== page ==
Instructional Leadership, emphasis: K-12 School Leadership (MEd)
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Essential NAU guide to successful blogging

Why blog?


A successful blog can generate leads or help our NAU site climb to the top of search engine rankings. In addition, sharing tips and insights related to your college, department, or program can make our NAU brand look credible and trustworthy. A successful blog provides readers with valuable, interesting content and generates organic traffic to our website – a win-win for everybody.


To increase your blog’s chance of success, it’s important to do your homework. This guide covers everything you need to know to get started – from goal setting to topic selection to optimizing your blog formats to give you a feel for what’s popular.

Types of blogs

When writing blogs, there are many formats available. Choosing the right format depends on your objective. We’ll cover goals and objectives later in this guide – so keep reading! But first, we’ve included some blog formats to give you a feel for what’s popular.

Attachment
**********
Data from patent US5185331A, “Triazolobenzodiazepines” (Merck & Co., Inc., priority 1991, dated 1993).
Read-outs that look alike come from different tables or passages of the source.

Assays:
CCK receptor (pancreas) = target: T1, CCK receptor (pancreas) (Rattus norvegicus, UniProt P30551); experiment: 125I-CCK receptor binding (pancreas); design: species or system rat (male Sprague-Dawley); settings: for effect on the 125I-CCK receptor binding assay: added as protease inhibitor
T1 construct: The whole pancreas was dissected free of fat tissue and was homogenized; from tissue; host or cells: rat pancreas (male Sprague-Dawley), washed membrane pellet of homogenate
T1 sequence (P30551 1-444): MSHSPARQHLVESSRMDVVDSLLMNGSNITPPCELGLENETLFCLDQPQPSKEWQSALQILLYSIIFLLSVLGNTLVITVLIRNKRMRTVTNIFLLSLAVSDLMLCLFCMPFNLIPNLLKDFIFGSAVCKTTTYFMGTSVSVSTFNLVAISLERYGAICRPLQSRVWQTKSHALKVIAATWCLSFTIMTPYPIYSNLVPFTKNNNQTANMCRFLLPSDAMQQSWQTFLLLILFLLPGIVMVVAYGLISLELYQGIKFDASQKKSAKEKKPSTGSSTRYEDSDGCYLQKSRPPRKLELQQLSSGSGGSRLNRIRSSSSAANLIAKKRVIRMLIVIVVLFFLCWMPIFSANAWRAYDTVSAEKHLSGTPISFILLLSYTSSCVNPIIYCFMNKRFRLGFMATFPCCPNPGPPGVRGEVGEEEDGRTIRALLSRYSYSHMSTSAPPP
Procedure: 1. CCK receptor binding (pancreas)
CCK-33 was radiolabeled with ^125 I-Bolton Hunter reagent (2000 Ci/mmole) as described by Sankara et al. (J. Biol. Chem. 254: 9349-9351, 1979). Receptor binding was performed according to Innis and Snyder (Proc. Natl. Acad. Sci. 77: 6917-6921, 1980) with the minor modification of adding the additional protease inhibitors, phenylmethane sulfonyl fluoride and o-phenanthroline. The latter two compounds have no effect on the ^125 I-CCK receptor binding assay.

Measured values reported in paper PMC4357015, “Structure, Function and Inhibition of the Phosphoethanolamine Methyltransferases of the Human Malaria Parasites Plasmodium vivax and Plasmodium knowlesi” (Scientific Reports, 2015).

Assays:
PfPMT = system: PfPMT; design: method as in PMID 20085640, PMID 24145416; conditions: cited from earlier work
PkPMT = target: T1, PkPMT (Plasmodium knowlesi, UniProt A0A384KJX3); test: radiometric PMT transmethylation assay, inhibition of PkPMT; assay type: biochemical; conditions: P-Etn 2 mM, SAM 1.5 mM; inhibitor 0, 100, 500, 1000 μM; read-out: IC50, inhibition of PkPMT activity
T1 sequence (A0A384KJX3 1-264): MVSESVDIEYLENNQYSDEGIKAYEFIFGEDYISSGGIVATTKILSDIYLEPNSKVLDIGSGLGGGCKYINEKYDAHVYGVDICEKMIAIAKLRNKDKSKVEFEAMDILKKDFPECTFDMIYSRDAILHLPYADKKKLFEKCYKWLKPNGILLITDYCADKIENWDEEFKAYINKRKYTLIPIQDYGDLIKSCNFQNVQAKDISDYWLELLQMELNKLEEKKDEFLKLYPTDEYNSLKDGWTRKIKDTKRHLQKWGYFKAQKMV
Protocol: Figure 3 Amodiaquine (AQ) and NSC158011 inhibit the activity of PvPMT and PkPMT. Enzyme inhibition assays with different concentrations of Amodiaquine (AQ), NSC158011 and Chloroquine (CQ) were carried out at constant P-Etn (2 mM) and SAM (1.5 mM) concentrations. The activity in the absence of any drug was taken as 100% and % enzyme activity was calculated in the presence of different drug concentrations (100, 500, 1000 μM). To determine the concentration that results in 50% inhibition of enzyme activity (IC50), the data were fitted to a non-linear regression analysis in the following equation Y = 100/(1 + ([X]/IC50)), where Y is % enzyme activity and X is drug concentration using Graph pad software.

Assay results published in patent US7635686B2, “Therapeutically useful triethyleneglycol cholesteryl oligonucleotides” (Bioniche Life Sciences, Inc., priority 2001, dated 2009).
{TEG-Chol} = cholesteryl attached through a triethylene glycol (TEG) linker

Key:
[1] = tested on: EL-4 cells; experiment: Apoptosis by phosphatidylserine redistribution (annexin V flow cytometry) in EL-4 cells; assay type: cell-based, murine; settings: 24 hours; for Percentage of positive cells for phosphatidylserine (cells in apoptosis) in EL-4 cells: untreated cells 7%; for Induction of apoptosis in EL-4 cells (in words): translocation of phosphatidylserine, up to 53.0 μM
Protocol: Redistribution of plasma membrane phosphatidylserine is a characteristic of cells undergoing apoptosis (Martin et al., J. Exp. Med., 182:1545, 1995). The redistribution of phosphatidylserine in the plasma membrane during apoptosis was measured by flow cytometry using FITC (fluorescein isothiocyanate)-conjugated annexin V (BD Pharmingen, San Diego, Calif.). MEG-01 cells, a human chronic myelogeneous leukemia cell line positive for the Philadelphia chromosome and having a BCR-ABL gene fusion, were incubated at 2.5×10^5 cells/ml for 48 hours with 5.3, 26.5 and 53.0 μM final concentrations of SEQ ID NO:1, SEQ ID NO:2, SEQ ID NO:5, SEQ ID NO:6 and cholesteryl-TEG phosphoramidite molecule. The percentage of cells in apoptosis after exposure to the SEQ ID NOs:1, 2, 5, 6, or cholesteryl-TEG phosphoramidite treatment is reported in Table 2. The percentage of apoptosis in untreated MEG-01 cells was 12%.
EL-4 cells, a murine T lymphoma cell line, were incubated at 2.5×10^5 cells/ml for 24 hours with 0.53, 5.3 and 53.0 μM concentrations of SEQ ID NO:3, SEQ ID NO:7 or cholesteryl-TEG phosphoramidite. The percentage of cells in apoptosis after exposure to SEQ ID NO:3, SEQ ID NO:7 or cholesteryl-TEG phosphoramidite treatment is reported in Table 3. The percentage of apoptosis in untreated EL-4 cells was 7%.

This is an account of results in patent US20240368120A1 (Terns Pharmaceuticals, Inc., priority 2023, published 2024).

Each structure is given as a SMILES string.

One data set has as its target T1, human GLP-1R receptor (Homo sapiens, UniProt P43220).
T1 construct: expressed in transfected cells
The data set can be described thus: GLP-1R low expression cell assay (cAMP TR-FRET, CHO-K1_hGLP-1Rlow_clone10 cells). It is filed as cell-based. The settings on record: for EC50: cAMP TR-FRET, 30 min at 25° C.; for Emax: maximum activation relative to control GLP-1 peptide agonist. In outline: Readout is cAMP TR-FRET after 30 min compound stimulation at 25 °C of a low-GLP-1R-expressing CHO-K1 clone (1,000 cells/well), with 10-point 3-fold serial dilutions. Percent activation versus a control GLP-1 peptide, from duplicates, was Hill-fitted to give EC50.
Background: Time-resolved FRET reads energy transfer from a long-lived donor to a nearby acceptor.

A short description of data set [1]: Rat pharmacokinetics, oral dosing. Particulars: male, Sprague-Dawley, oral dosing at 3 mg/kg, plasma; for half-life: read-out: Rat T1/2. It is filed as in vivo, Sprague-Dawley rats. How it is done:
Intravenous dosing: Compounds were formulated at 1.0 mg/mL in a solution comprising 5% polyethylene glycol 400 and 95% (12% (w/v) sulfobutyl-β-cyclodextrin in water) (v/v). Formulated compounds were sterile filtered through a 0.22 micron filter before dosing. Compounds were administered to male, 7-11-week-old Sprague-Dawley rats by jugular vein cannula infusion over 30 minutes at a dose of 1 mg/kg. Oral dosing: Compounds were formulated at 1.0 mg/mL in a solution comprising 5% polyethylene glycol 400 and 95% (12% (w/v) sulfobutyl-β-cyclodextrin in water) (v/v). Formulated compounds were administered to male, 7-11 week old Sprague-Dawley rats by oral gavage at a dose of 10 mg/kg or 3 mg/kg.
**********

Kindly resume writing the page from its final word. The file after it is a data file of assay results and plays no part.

News post

Covers time-sensitive information or news relative to NAU or a specific college, research, or program.

Suggested word count: 600 – 1,000

View Example

Announcement post

Highlights a new or updated program, initiative, service or event.

Suggested word count: 400 – 600

View Example

Question & answer post

Summarizes an interview with a specific person of interest (president, dean, faculty, students, alumni, topic authority, celebrity, etc.).

Suggested word count: 600 – 1,000

View Example

What/FAQ post

Introduces or explains a specific concept, highlighting what it is and why it’s relevant, or answers asked questions about colleges, programs, or overall student experience.

Suggested word count: 600 – 900

View Example

How-to guide

Covers a series of specific chronological steps on how to do something and its great for addressing an audience’s pain points.

Suggested word count: 1,500 – 2,500

View Example


Listicle (List post)